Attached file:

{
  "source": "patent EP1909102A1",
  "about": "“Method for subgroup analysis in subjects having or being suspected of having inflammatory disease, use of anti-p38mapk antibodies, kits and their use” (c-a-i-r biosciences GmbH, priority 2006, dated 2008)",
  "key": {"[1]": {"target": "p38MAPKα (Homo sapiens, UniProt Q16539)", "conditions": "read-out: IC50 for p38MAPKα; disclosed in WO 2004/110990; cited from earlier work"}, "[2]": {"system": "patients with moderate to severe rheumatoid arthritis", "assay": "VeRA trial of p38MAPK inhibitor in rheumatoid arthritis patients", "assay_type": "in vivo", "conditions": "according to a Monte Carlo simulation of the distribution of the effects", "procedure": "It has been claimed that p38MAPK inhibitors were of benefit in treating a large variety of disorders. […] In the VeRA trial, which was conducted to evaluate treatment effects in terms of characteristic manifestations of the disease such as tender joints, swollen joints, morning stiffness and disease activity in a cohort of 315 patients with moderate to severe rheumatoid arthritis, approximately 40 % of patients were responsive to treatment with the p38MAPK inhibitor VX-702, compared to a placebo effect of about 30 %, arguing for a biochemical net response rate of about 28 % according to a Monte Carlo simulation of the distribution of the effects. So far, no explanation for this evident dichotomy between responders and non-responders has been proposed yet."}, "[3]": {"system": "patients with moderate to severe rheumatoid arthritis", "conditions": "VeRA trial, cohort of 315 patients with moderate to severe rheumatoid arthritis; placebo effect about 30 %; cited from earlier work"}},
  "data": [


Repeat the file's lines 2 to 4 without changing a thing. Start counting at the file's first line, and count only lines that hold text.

  "source": "patent EP1909102A1",
  "about": "“Method for subgroup analysis in subjects having or being suspected of having inflammatory disease, use of anti-p38mapk antibodies, kits and their use” (c-a-i-r biosciences GmbH, priority 2006, dated 2008)",
  "key": {"[1]": {"target": "p38MAPKα (Homo sapiens, UniProt Q16539)", "conditions": "read-out: IC50 for p38MAPKα; disclosed in WO 2004/110990; cited from earlier work"}, "[2]": {"system": "patients with moderate to severe rheumatoid arthritis", "assay": "VeRA trial of p38MAPK inhibitor in rheumatoid arthritis patients", "assay_type": "in vivo", "conditions": "according to a Monte Carlo simulation of the distribution of the effects", "procedure": "It has been claimed that p38MAPK inhibitors were of benefit in treating a large variety of disorders. […] In the VeRA trial, which was conducted to evaluate treatment effects in terms of characteristic manifestations of the disease such as tender joints, swollen joints, morning stiffness and disease activity in a cohort of 315 patients with moderate to severe rheumatoid arthritis, approximately 40 % of patients were responsive to treatment with the p38MAPK inhibitor VX-702, compared to a placebo effect of about 30 %, arguing for a biochemical net response rate of about 28 % according to a Monte Carlo simulation of the distribution of the effects. So far, no explanation for this evident dichotomy between responders and non-responders has been proposed yet."}, "[3]": {"system": "patients with moderate to severe rheumatoid arthritis", "conditions": "VeRA trial, cohort of 315 patients with moderate to severe rheumatoid arthritis; placebo effect about 30 %; cited from earlier work"}},